The Episcopal Church has not simply refused to adequately answer the Windsor request articulated in paragraph 144 of the Windsor Report, it has refused to offer an official answer at all.

With the House of Deputy’s rejection of Resolution A161 and the substitute resolution which specifically employed Windsor language, it is clear that the Episcopal Church, as an official body, has rejected the call of the Anglican Communion to halt the development of rites for same sex blessings and the celebration of the same until such time as there is a change in mind of the communion.

With regard to the second Windsor request found in paragraph 133 of the Windsor Report, B033 largely repeats the inadequate answer contained in A161. While it calls on the proper authorities not to grant consent, it fails to specifically identify, “non-celibate candidates living in same sex relationships” referring instead to any candidate whose, “manner of life presents a challenge to the wider church.”

As I noted above, the explanation for this wording, as it is provided in resolution A161, is that the general rather than specific language is intended to provide space for diocesan nominating committees and conventions to “prayerfully” decide for themselves what sort of lifestyle might pose a “challenge” to the wider church.

Again, one primary purpose of the Windsor Report and the Dromantine Communique was to deny the very space this resolution seeks to create.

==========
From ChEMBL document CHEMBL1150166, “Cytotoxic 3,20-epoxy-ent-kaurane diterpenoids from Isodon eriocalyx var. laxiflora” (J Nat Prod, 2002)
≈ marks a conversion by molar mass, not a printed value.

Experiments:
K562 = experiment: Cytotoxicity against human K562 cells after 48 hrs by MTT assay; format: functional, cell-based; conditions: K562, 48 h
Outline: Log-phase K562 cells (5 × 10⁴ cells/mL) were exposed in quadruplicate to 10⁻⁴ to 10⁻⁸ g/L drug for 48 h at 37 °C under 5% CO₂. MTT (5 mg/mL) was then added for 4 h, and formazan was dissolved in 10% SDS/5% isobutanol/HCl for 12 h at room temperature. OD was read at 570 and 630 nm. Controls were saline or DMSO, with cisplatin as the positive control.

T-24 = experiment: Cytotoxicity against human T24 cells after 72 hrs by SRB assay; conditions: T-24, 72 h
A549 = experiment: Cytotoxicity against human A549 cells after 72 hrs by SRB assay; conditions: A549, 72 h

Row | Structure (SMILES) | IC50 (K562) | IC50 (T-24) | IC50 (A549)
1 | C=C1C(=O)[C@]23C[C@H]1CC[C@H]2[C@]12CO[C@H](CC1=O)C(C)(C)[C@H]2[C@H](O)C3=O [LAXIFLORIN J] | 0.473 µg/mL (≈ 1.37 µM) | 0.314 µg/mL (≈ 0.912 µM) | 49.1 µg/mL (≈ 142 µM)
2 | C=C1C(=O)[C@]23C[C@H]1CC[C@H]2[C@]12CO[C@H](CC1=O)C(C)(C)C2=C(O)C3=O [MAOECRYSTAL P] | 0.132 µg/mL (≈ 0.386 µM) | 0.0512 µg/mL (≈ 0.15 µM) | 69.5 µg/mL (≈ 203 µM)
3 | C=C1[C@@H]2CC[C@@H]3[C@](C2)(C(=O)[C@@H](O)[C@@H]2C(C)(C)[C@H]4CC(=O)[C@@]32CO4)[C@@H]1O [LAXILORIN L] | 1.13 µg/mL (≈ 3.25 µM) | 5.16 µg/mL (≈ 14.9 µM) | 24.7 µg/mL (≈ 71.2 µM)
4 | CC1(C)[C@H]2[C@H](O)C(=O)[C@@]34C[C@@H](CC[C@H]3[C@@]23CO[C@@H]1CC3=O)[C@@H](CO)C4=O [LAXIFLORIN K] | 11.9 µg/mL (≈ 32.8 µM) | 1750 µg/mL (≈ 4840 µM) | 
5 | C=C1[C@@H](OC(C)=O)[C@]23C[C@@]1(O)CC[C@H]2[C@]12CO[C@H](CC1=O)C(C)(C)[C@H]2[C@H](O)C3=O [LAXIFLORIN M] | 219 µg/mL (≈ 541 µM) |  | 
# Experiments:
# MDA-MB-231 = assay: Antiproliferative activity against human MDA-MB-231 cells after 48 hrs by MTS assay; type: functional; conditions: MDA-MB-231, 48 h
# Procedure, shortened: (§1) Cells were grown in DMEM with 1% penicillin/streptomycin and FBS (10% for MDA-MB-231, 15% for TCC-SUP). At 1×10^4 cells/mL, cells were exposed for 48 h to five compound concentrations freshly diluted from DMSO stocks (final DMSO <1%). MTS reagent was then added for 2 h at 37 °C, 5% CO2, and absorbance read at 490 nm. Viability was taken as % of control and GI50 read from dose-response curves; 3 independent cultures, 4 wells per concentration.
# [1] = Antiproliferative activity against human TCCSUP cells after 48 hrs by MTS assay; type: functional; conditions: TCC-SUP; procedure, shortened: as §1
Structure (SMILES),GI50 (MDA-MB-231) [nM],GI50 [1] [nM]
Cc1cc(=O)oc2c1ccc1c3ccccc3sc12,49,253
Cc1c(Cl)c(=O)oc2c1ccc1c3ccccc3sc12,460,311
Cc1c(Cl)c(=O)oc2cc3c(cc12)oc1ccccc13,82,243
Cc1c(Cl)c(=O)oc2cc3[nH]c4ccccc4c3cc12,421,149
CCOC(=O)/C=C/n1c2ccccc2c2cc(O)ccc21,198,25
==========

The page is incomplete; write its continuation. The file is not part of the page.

Conclusion: The Episcopal Church has failed to adequately respond to the Windsor requests as accepted by the primates of the Anglican Communion, the Archbishop of Canterbury, and the Anglican Consultative Council.

First, in resolution A160 the Episcopal Church fails to recognized and/or express regret for breaching the proper restraints of the bonds of affection in the events surrounding the election and consent to the consecration of the bishop of New Hampshire. The Episcopal Church admits to and regrets merely “straining” the bonds of affection, rejecting the call of the Windsor Report to specifically recognize and take responsibility for the events surrounding the election and consent to the consecration of V. Gene Robinson.

Second, in resolution B033, Episcopal Church has refused to call the proper bodies to place a specific moratorium on the nomination, election and/or consent to the consecration of a candidate for the office of bishop who is living in a non-celibate same sex relationship. Instead B033 calls on the various bodies to deny consent to the consecration of any candidate whose manner of life poses a “challenge” to the wider communion. Unfortunately, the resolution leaves it up to diocesan bodies (rather than the Windsor Report) to determine what manner of life would pose such a challenge.

Finally, the Episcopal Church, despite the promising action of the House of Bishops in March 2005, has utterly refused to address the third Windsor Request contained in paragraph 144 of the Windsor Report. Not only did General Convention fail to produce a resolution responding to this request, but the legislative body specifically rejected two resolutions (A161 and the Windsor language substitute offered by Deputy Cantrell) which offered somewhat positive responses. It is now possible to both authorize the development of rites for non-celibate same sex unions and to experience such rites legitimately within the boundaries of the common life of the Episcopal Church (C051)

It is difficult to see how any observer could fail to conclude that the Episcopal Church has willfully chosen to walk apart from the Anglican Communion.

2 posted on 02/10/2007 5:22:23 PM PST by sionnsar (†trad-anglican.faithweb.com†|Iran Azadi| 5yst3m 0wn3d - it's N0t Y0ur5 (SONY) | UN: Useless Nations)
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3 posted on 02/10/2007 5:23:10 PM PST by sionnsar (†trad-anglican.faithweb.com†|Iran Azadi| 5yst3m 0wn3d - it's N0t Y0ur5 (SONY) | UN: Useless Nations)